WRC: A Balloon Can’t Stay Underwater Forever

This was perhaps the earliest (and often most painful) call of my career. But you can only hold a balloon underwater for so long. WRC is finally being exposed for what it is. A massive over-earner.
A colleague shot me an email this morning saying “Warnaco finally pulled a Warnaco!” How true. I’m not going to waste your time or mine giving the run-down of what they said on the call, or what happened. The bottom line is that this has largely been a FX-induced margin story as the company printed too much FX benefit, and understated the impact to the Street. Check any of my past posts for the math. I won’t bore you with it now.

So what’s in the stock now? That a 10% margin is not sustainable after all without FX tailwind. 7% is closer to reality. But what happens if a new Obama Administration takes up rates in '09 and the dollar along with it? Then FX turns into a headwind, and there is no reason margins cannot go back to the low/mid single digit range. That’s when cash flow gets to a point where we need to start to look at debt covenants again.

There will come a time to buy this stock. But even with a 30% hit from yesterday – and 2/3 off its 1-year high, we’re not there yet.

The Consumer Needs Prozac

Not a shocker that spending continues to decelerate across the board. What happens in Nov/Dec when unemployment is 1% higher vs. year-ago, and we comp a negative ’07 personal savings rate?

I didn’t see much in this morning’s sales numbers that change my prevailing view on the consumer. In fact, fundamentally I have to admit that the yy decline at many retailers is accelerating faster than even I’d have thought – and per my Oct 12 Consumer Spending Analysis, I think we’ll see a $170bn decline in consumer spending in 2009. A few points…

While we can hardly call what we’re seeing today a blanket positive stock reaction with 1 only in 5 retailers on my screen up for the day – it is interesting to note that the positive moves are largely in larger liquid names like JCP, KSS, M, JWN, COST that posted horrible numbers.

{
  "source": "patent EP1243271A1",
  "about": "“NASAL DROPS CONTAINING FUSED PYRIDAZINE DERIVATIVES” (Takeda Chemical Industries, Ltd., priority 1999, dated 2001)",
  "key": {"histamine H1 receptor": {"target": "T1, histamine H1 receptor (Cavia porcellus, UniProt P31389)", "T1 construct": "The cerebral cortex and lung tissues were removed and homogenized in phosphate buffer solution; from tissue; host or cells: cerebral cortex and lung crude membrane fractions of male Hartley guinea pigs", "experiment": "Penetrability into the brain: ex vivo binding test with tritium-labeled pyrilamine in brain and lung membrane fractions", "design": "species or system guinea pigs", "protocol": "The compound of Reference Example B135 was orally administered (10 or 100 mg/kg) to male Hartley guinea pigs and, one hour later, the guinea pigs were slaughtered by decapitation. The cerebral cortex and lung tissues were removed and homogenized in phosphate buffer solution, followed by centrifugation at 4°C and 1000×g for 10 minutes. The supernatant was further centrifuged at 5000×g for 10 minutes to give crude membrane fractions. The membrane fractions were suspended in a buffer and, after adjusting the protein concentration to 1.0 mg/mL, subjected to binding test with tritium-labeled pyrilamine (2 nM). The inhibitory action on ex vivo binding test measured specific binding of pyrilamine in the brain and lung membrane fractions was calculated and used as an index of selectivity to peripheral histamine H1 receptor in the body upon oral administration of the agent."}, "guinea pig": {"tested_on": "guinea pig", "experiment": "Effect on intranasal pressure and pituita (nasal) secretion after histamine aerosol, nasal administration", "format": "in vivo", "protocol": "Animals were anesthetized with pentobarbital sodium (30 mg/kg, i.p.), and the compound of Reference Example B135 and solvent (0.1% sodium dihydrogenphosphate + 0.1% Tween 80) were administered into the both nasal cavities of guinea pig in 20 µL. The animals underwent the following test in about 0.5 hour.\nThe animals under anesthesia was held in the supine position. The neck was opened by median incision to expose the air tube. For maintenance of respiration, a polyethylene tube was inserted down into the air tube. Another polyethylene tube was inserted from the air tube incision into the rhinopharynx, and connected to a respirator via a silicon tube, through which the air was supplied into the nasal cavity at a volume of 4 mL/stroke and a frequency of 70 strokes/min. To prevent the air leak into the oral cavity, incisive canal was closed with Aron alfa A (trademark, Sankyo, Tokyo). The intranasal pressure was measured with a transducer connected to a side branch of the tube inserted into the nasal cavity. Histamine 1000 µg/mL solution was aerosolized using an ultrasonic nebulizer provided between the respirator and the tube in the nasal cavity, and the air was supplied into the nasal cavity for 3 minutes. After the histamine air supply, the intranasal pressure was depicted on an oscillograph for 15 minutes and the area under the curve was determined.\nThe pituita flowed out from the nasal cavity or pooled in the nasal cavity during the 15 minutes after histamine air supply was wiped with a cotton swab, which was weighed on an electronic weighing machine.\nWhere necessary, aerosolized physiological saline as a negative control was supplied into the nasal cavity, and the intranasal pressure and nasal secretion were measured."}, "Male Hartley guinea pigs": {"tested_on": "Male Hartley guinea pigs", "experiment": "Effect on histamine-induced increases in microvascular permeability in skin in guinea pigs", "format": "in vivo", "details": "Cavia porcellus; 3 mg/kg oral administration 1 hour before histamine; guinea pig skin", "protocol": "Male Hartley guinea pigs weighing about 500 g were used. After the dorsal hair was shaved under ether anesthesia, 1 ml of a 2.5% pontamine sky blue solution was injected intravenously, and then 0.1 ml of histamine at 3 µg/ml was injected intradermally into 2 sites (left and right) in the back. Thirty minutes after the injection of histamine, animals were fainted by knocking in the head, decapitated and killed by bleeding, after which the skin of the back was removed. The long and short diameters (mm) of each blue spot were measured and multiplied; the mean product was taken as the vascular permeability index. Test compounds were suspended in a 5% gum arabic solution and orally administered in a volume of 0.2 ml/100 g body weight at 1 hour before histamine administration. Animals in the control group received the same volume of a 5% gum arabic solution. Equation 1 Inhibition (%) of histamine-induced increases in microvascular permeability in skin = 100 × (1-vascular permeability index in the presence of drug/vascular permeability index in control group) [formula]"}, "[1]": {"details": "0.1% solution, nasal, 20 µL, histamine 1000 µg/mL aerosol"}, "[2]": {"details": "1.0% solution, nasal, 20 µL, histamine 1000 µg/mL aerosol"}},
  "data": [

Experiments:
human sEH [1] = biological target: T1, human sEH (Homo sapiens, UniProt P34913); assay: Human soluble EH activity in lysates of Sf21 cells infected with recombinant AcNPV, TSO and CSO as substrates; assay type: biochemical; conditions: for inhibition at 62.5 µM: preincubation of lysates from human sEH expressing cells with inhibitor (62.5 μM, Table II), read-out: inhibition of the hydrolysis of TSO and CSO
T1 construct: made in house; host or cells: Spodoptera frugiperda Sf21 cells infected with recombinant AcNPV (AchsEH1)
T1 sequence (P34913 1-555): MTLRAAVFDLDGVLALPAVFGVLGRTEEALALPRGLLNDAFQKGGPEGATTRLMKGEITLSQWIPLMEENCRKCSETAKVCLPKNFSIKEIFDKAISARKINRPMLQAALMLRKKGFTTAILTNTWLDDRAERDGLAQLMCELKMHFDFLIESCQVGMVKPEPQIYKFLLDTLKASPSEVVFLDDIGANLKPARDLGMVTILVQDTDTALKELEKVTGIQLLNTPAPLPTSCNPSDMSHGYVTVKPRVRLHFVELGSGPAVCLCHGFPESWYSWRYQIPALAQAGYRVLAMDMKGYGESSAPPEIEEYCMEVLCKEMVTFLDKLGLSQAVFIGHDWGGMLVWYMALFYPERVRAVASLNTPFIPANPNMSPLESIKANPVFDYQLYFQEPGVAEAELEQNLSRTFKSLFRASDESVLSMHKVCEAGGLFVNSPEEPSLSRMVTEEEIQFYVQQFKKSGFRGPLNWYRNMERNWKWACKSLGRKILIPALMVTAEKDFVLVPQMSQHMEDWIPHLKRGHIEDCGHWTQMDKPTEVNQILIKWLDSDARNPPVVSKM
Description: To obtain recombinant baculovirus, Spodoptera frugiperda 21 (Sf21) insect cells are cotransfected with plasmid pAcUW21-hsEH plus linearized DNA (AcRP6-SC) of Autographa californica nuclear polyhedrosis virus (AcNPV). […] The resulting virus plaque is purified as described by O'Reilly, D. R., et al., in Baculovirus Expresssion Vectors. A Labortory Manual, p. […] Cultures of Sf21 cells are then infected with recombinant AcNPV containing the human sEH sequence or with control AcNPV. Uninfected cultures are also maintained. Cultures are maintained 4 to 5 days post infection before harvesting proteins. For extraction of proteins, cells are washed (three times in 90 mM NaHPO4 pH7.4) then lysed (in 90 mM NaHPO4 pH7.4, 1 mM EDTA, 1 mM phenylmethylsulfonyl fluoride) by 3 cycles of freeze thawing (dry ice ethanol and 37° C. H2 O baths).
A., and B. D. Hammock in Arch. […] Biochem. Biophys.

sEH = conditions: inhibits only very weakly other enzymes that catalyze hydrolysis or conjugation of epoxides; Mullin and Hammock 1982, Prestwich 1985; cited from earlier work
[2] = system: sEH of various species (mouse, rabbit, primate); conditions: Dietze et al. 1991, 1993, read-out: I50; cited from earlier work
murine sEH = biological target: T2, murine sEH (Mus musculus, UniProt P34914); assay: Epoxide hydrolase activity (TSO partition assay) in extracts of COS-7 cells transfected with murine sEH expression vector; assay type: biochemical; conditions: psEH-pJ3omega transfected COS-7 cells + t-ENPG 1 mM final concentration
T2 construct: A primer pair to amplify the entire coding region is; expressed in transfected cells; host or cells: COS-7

Let’s try to ex-out all the Oct noise for a minute. Every sector of retail that reported comps showed a sequential decline in trends on a 1, 2 and 3-year run rate by an average of 200-300bp. Sure, there is share shift within each segment and each company. Both the overriding trend is big.

What’s next? A massive question mark. November of last year was big across the board. When adjusting for calendar shifts and looking at Nov and Dec together, we’re still looking at 2% trend-line spending heading into holiday ’07. On the plus side, gas prices are lower than the year-ago period. But unfortunately, it does not come close to the magnitude needed to offset 1% higher unemployment, and the fact that during holiday ’07 the personal savings rate went below zero to help fuel spending that shouldn’t have happened. That’s not repeatable.

S&P500 Levels: Refreshed For 11:00AM

The quantitative setup for the US market has returned to negative, but the range is tighter and the next low is likely going to be higher. I mentioned this in the prior TED Spread post - here are our S&P500 levels associated with that immediate term "Trade" call:

Sell "Trade" = 967.86
Buy "Trade" = 862.72

This market is to be traded, aggressively, with an appropriate amount of powder saved for down days.

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The Light, In A Darkened Tunnel: The TED Spread

Amidst a major quantitative breakdown of multiple factors across my global macro model, one shining light of positivity remains - the dampening of global counterparty risk.